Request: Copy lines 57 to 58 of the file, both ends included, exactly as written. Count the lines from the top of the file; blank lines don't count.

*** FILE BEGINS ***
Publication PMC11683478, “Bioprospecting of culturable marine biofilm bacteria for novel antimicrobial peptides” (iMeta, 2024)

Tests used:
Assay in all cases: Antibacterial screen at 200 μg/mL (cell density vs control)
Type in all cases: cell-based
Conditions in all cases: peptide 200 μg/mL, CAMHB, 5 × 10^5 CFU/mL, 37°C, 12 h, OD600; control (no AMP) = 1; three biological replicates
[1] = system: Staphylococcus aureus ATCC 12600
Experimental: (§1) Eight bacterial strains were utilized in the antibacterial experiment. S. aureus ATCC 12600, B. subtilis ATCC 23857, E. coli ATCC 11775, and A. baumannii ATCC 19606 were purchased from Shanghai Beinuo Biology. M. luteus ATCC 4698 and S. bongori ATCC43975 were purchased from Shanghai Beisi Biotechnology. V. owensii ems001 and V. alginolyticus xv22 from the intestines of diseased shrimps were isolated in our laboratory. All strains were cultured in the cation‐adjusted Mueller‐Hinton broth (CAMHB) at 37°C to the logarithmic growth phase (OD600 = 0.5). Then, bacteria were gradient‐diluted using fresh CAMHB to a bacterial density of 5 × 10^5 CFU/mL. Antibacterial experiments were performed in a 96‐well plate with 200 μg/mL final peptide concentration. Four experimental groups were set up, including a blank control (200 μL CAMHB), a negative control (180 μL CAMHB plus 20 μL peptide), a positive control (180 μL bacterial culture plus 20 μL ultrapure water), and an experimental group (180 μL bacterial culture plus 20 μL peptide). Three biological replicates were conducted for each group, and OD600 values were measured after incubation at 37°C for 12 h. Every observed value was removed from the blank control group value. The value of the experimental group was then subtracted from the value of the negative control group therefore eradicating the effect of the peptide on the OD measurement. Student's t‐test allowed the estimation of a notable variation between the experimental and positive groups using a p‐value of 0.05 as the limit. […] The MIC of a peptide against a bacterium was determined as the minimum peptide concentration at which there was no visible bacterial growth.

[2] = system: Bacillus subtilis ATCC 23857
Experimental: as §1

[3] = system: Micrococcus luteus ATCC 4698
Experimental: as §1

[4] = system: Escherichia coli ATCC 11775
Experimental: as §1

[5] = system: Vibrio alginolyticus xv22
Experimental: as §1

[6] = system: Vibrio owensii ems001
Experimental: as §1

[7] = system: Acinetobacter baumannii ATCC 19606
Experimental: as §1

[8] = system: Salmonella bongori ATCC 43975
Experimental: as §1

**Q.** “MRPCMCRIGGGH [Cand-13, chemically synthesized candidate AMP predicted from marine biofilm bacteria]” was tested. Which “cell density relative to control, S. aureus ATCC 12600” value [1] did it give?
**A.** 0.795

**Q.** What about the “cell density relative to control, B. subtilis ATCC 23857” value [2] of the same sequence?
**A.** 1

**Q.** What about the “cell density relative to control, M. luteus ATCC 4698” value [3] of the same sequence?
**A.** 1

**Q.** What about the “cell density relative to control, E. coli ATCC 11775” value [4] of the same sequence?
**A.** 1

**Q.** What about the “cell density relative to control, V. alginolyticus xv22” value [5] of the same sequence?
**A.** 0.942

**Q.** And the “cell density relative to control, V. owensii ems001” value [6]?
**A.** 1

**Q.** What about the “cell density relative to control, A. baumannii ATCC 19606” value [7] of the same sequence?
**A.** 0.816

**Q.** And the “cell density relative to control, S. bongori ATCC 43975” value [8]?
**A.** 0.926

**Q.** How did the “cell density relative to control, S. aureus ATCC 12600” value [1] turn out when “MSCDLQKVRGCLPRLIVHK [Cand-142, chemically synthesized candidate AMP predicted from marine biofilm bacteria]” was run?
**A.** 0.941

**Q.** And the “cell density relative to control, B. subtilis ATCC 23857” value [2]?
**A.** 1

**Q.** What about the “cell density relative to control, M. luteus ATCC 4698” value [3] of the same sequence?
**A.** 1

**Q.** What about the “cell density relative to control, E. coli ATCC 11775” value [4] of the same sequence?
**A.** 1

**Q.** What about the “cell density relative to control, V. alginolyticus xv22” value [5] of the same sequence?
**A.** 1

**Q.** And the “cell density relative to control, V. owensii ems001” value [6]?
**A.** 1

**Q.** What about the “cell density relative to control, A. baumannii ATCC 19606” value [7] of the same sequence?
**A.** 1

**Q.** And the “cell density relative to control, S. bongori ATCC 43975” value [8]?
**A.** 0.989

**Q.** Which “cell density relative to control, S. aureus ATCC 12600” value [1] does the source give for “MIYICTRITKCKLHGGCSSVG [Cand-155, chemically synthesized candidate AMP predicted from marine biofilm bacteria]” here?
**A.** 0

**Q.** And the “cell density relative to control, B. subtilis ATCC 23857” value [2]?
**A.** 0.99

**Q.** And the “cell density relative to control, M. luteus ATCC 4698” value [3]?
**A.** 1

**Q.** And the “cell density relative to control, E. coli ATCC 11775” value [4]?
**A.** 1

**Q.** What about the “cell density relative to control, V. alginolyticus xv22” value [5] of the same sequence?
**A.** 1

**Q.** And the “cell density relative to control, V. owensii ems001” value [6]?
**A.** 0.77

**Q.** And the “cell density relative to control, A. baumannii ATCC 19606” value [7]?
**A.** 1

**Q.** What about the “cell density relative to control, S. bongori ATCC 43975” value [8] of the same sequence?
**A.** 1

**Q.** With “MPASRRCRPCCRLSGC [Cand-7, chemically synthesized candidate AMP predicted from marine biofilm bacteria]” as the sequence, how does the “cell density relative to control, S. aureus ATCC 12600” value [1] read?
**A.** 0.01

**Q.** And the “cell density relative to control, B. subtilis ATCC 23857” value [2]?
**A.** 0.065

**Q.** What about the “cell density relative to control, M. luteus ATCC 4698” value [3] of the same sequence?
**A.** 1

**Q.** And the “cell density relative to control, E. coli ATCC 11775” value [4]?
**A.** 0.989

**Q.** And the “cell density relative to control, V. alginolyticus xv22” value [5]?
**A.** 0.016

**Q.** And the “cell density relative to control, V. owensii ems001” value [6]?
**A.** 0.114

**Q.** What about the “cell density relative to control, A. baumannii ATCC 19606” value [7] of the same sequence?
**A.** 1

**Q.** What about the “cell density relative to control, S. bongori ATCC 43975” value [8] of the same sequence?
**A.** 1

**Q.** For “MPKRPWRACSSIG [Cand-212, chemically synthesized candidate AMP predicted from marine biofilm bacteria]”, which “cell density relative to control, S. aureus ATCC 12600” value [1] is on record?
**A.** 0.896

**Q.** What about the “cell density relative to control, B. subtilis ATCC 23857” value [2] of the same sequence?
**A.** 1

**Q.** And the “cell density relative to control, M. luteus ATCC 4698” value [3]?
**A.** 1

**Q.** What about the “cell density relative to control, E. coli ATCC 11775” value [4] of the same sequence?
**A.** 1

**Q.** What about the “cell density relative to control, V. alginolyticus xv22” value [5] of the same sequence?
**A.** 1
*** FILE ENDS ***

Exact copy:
**A.** 0.99

**Q.** And the “cell density relative to control, M. luteus ATCC 4698” value [3]?